RYAN VREDE writes the apathy extended to the mediocre JP Pietersen needs to end.
Pietersen is a better player than his form reflects. Far better. He was an integral part of the Springboks’ World Cup campaign in France four years ago, but has looked a shadow of that player.
He has undoubtedly benefited from the media’s intense focus on Bryan Habana’s struggles. Habana, far more prolific at his peak, is held to a higher standard because he scaled higher heights. That shouldn’t mitigated Pietersen, who needs to be assessed primarily in his key performance area – try scoring.
Pietersen hasn’t scored in four Tests. His last trip across the whitewash came in August 2010 against Australia at Loftus. Before that he went try-less for eight Tests. His strike-rate of a try every three Tests is aided by him scoring 7 in his first 16. Since 2008 he was scored 5 in 23, two of those against a weak Argentina side in 2008.
He caught former Springbok coach Jake White’s eye in 2006 as a 19-year-old. His deceptive pace, solid fundamental skill set, appreciable vision and industry assisting in his rise to the top of the 2007 Super Rugby’s try-scorers charts (12). There were glimpses of those qualities for the Sharks in Super Rugby this year, suggesting the injuries that have plagued him in recent years were not inhibiting him in any way.
However, against Wales in Wellington on Sunday he lacked any discernible interest and posed no attacking threat, although it would be remiss not to note that the Springboks’ pragmatic tactics have contributed to his struggles. But to watch Pietersen live is to more fully understand why he has been a non-factor at Test level for an extended spell. For all his chronic shortcomings, a lack of effort is not a charge that can be levelled at Habana. He drifts into unorthodox positions in search of scoring opportunities and is unfailingly enthusiastic. Pietersen is lethargic, preferring to be serviced.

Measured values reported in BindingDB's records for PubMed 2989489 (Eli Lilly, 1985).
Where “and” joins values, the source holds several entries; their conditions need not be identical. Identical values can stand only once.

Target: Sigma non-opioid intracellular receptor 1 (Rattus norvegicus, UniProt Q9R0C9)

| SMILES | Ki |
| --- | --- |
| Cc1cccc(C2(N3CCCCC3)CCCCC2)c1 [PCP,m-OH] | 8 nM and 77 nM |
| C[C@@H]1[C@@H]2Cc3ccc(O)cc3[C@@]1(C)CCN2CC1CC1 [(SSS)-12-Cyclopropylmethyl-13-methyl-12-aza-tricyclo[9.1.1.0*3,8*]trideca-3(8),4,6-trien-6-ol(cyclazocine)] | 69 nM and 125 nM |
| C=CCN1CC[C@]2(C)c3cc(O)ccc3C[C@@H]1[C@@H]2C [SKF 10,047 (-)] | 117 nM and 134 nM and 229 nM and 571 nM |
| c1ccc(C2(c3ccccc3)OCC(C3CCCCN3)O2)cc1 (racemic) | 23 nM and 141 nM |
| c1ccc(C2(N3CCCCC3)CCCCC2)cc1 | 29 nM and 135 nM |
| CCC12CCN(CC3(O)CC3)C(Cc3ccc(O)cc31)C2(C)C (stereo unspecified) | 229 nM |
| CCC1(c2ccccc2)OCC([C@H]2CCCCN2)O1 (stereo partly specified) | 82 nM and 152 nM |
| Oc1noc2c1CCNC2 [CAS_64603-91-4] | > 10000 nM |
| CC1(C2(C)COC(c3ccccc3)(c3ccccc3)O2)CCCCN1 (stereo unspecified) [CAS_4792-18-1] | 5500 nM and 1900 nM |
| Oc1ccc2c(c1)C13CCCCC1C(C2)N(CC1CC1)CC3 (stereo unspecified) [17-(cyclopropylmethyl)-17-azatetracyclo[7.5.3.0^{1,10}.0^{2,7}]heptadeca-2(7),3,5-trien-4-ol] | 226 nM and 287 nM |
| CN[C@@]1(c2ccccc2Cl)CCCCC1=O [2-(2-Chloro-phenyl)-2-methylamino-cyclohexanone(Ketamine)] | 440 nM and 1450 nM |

This was not always the case and indeed when he has been invested in matches for the Sharks and Springboks he looks a world-class wing. Yet he seems to flirt with excellence, when, after four Super Rugby campaigns, and on the brink of his 40th Test, he should be intimately acquainted with it.
Pietersen is only 25, three years Habana’s junior. It is unlikely that he is a spent force, but he is en route to that destination if intervention isn’t forthcoming. Part of that requires introspection, but he needs to be galvanised and challenged, not cuddled in the manner the Springboks’ selectors are by endorsing his mediocrity through ongoing selection. Hope of a return to form can only be a justifiable reason for selection for so long before brutal honesty is needed in an assessment. If the selectors were honest they would have no watertight argument for his retention.
He must be rattled out of the comfort zone he finds himself in with the Springboks. There are superior options available to the selectors, the most notable of those being Francios Hougaard and Gio Aplon. The heat needs to be turned up on an ice cold Pietersen.
By Ryan Vrede, in Wellington